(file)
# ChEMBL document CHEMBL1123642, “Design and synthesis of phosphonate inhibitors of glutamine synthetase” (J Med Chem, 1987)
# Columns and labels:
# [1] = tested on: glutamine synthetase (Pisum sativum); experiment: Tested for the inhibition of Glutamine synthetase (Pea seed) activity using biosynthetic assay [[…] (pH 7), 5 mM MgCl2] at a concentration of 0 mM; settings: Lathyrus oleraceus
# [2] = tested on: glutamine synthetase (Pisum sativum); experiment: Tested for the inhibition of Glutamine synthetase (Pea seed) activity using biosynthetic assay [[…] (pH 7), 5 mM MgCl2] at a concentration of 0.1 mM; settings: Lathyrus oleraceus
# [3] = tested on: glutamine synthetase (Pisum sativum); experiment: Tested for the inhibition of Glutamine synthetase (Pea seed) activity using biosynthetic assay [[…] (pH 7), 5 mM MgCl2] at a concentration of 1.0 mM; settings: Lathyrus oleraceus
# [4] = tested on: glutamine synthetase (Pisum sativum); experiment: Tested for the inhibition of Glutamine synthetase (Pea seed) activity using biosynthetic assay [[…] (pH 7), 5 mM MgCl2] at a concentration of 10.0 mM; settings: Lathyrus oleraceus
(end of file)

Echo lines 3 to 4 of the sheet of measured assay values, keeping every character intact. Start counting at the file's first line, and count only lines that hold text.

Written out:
# [1] = tested on: glutamine synthetase (Pisum sativum); experiment: Tested for the inhibition of Glutamine synthetase (Pea seed) activity using biosynthetic assay [[…] (pH 7), 5 mM MgCl2] at a concentration of 0 mM; settings: Lathyrus oleraceus
# [2] = tested on: glutamine synthetase (Pisum sativum); experiment: Tested for the inhibition of Glutamine synthetase (Pea seed) activity using biosynthetic assay [[…] (pH 7), 5 mM MgCl2] at a concentration of 0.1 mM; settings: Lathyrus oleraceus